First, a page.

Drink up all that rat poison, fellas.
I for one am really happy Alabama players and coaches get to read actual headlines like this for next seven months: Will the Tide’s latest No. 1 class help them hang with Clemson?
The Tide had an all-blue-chip lineup of DBs and a dime package designed for matchup immunity against spread teams like Clemson and Oklahoma. They had size at corner with 6’2 Patrick Surtain II and 6’1 Saivion Smith.
But that wasn’t enough against Clemson’s big, skilled wideouts.
Ah, yes. The takeaway wasn’t that offense moved the ball at will, or that the implosions happened on third downs, or that seven coaches were on their way out for other jobs, or that many were relative n00bs, or that Q and Buggs were both hurt, that the secondary — already thin, was a MASH unit by early January. Nope. Dynasty’s over. Not a chance. Can Alabama hang with Clemson.
I get paid to write some dumb shit. But even I try to avoid grotesque overgeneralizations from a one-off bad night — the first start-to-finish bad one we’ve seen in a dozen years. The real takeaway here is that we should have seen a few more of these in the last decade-plus, not the N of 1 here.
In any event, that loss was a coaching failure and a failure of execution; not a failure of talent, where Alabama was more talented at nearly every position.
He said as much in the moments following his biggest loss as Alabama’s coach last month -- a four-touchdown beat down by Clemson in the College Football Playoff National Championship.
The result and response seemed to signal something more urgent than the typical, “We’ll get ‘em next year.” There seemed to be genuine concern.
”I just have a feeling that I didn’t do a very good job for our team, with our team, giving them the best opportunity to be successful,” Saban said in the moments following that 44-16 loss. “I always feel that way, even sometimes when we win. I think there’s things we could do better or that I could have done better. But in this particular case, [I] never really ever got comfortable with what we needed to do to win this game.”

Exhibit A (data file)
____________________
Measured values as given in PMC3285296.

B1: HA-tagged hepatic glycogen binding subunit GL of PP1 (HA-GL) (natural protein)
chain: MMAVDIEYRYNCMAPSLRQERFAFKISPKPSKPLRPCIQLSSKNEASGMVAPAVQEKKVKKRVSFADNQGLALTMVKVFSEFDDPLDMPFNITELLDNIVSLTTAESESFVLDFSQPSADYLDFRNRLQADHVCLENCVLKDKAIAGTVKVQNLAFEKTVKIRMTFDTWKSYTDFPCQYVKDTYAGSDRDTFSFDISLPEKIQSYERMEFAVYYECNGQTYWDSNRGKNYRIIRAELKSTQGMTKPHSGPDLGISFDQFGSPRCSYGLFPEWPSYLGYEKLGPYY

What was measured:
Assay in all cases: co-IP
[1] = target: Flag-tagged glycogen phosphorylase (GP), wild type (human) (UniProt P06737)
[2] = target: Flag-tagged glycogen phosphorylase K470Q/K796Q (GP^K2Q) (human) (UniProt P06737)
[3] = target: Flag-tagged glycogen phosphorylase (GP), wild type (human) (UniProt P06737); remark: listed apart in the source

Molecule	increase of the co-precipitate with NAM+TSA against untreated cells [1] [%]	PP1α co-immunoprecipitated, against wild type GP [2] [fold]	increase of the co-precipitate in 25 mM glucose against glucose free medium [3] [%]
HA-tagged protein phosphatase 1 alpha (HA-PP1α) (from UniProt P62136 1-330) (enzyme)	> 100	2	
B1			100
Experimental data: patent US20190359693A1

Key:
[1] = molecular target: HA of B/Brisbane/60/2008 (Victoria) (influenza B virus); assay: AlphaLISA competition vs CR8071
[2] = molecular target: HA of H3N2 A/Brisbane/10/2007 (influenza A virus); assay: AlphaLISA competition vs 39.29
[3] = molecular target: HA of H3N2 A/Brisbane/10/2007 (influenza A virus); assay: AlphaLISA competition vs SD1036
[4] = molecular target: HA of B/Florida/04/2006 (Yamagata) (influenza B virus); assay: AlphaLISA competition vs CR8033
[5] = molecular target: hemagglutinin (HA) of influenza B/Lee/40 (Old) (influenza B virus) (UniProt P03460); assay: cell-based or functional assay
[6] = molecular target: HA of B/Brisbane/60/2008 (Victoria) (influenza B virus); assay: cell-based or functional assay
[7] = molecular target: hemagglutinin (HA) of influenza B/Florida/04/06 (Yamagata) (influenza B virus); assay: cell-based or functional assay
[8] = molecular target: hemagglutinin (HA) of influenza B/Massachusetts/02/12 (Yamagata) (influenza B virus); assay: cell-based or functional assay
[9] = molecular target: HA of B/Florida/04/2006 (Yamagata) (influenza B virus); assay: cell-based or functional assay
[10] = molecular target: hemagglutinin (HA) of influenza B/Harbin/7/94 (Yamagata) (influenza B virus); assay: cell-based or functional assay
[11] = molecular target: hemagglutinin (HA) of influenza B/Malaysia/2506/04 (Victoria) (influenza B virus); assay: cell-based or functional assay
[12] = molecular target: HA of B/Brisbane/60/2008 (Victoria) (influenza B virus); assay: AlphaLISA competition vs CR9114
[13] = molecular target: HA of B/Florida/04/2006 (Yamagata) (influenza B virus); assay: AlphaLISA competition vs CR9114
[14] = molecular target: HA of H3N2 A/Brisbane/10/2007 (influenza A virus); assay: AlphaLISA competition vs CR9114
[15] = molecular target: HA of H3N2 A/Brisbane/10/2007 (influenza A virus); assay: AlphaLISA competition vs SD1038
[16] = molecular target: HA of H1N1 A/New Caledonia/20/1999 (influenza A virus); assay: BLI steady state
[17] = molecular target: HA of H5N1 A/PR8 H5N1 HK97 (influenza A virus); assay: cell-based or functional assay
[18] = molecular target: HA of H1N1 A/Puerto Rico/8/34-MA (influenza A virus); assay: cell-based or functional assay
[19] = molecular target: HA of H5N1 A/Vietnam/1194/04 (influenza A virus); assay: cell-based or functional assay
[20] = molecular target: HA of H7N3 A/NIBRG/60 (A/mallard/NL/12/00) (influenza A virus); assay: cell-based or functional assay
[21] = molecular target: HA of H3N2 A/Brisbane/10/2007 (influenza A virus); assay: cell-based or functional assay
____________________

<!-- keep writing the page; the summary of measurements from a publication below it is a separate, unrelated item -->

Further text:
NSD is over, but ‘Bama has added another one, preferred walk-on punter Jack Martin:
Nick Saban stopped by McGill-Toolen in Mobile, Ala. on Jan. 23 and watched film of Martin. The now Tide pledge was on a senior retreat that day, but Saban told Yellowjackets head coach Earnest Hill that he was interested.
A few weeks later, Martin got a call from special teams coach Jeff Banks giving him the good news that Alabama wanted him. Martin was actually at a Mardis Gras parade and had to step into Pollman’s Bakery so that he could talk on the phone.
Per the Chris Sailer Kicking Academy, Martin is a solid D-1 prospect coming in at 6’0” 175, one that is improving annually — and has the potential to be special with more development:
Jack is a very talented high school punting prospect. He is great looking athlete with a powerful leg. The lefty has the ability to hit a big ball and his consistency continues to improve each time we see him. With continued hard work, he will be a special college player. Look for Jack to have a big 2018 season and turn the heads of college coaches. I look forward to seeing what the future holds. One to keep a close eye on. Strong prospect.
Martin won the Georgia Sailer Kicking Camp in Summer 2018.